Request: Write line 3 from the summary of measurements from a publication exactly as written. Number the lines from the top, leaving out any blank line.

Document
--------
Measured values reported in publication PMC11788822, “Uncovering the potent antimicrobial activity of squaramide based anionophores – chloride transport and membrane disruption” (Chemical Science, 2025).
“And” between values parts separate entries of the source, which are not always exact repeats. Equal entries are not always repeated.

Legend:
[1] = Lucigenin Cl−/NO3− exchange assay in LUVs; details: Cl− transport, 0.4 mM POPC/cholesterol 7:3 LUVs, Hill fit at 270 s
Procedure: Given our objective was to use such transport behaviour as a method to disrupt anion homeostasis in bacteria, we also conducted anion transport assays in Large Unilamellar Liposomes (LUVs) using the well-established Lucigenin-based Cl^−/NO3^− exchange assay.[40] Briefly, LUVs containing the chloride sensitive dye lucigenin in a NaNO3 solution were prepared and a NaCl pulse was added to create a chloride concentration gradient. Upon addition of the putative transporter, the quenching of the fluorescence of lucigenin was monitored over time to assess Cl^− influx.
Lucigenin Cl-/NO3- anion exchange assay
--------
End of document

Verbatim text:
Legend: